[NOTEBOOK]President, Tell Us What We Hate to HearDuring his Aug. 15 Liberation Day address, President Kim Dae-jung made a list of promises: Increasing spending to upgrade education to the level of advanced countries by 17 trillion won ($13.3 billion); creating 2 million jobs, and spending 8.4 trillion won to build 200,000 rental homes for low-income families. Seeing the chief executive thoughtfully consider what common people need was encouraging to. But I could not help feeling that one thing was missing in his speech.
He could have evoked far greater sympathy if he had asked for the people's "understanding and cooperation." Carrying out such expensive projects with limited state budgets will require inevitably some sacrifices or more taxes from people.
We cannot exaggerate the importance of education, jobs and shelter. The measures are timely, too. Therefore, he should have explained to the public that spending more money to build homes, create jobs and improve education will mean reduced or delayed investment in other areas and that people must endure the inconveniences that will follow.
Let's turn back the clock 30 years: "We cannot afford to waste or idle away even a moment. We have to build while fighting and fight while building. We must enhance our sense of duty to hand over a worthy legacy to our descendants. It is no exaggeration to say that this is our last chance to restore our country. I ask all my fellow Koreans to participate, cooperate and work harder for national security and prosperity."
These are excerpts from Liberation Day addresses made by President Park Chung Hee in late 1970s.
President Park's speeches made no promises whatsoever to the public and were full of requests. Such speeches would now be faulted for being "anachronistic" because back then, President Park based the legitimacy of his dictatorship on anti-Communism and economic development. Our parents' generation tightened their belts and worked hard so we would be better off than they were, and they were forced to make unilateral sacrifice.
A few days ago, when the Bank of Korea, the central bank, announced that Korea's economic growth had slowed to 2.7 percent, government officials didn't forgot to add that the slowdown was caused by a global turndown and that the country was performing better than many other economies. The U.S. economy grew 0.2 percent, Singapore contracted 0.9 percent and Taiwan shrunk 2.4 percent. Bureaucrats said the Korean economy would pick up in the fourth quarter. But they should be aware that such explanations may make people rather uneasy.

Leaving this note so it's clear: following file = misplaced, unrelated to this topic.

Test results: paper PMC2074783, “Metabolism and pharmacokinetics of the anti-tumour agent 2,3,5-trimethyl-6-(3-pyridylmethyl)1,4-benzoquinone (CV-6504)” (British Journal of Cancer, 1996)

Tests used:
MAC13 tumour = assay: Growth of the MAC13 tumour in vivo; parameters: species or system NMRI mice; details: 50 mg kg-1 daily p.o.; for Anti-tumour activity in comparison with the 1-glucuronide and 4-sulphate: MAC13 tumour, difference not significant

Corporations complain that Korea is a tough place to do business, and their facility investment for future growth has made minus 10 percent regress. Foreign businesses are reluctant to come to Korea. Worse yet, even Korean firms are trying to get out; everybody knows that, and the government sows confusion by saying, "It's all right."
If we are to be strong and competitive enough to fend off external shocks, the government and businesses and workers should make greater effort and sacrifices.
No economy can make everyone happy all the time. Every policy requires trade-offs. The government should not hesitate to demand that people endure the side effects of its policies. It is, of course, the government's responsibility to agonize, study and map out strategies. The last thing it should do is cut taxes and loosen its purse strings.
On Thursday, Korea fully repaid its loans from the International Monetary Fund, three years ahead of schedule. The credit should go to the common people, many of whom donated their gold rings during the 1997-1998 economic debacle to help the country repay debts.
The government should stop gushing what people want to hear and say more of what they hate to hear. By doing so, it can expect more cooperation from the people.
John F. Kennedy said during his inaugural address as U.S. president in 1961, "My fellow Americans. Ask not what your country can do for you. Ask what you can do for your country."
The government should remember why that statement has become so enduring.
The writer is a deputy business news editor of the JoongAng Ilbo.
by Min Byong-kwan